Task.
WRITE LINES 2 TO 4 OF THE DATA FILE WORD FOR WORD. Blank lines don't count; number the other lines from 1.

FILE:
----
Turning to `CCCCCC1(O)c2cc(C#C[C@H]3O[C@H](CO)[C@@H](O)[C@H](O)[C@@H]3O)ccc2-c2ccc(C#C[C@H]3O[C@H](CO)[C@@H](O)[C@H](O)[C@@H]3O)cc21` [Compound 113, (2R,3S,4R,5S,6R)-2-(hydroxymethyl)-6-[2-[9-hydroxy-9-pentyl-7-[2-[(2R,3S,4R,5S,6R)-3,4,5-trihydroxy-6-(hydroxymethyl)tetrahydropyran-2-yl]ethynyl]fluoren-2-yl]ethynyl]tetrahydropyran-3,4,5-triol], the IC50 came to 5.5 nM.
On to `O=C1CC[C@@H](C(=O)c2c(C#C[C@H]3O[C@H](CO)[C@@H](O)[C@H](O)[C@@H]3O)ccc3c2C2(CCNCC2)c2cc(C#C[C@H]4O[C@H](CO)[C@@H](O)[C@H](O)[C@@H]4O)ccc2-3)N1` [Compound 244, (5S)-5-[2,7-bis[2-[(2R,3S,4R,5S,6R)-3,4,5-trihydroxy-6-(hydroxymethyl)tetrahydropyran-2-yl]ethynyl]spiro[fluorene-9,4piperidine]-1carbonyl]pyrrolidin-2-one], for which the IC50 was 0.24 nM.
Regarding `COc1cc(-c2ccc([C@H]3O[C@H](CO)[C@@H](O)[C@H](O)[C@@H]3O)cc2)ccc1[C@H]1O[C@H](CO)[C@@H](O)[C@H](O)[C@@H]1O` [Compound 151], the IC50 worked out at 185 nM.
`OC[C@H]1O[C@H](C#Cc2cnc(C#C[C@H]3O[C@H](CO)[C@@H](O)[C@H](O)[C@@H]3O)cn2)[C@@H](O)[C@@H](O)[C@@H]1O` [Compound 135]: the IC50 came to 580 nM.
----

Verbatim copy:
On to `O=C1CC[C@@H](C(=O)c2c(C#C[C@H]3O[C@H](CO)[C@@H](O)[C@H](O)[C@@H]3O)ccc3c2C2(CCNCC2)c2cc(C#C[C@H]4O[C@H](CO)[C@@H](O)[C@H](O)[C@@H]4O)ccc2-3)N1` [Compound 244, (5S)-5-[2,7-bis[2-[(2R,3S,4R,5S,6R)-3,4,5-trihydroxy-6-(hydroxymethyl)tetrahydropyran-2-yl]ethynyl]spiro[fluorene-9,4piperidine]-1carbonyl]pyrrolidin-2-one], for which the IC50 was 0.24 nM.
Regarding `COc1cc(-c2ccc([C@H]3O[C@H](CO)[C@@H](O)[C@H](O)[C@@H]3O)cc2)ccc1[C@H]1O[C@H](CO)[C@@H](O)[C@H](O)[C@@H]1O` [Compound 151], the IC50 worked out at 185 nM.
`OC[C@H]1O[C@H](C#Cc2cnc(C#C[C@H]3O[C@H](CO)[C@@H](O)[C@H](O)[C@@H]3O)cn2)[C@@H](O)[C@@H](O)[C@@H]1O` [Compound 135]: the IC50 came to 580 nM.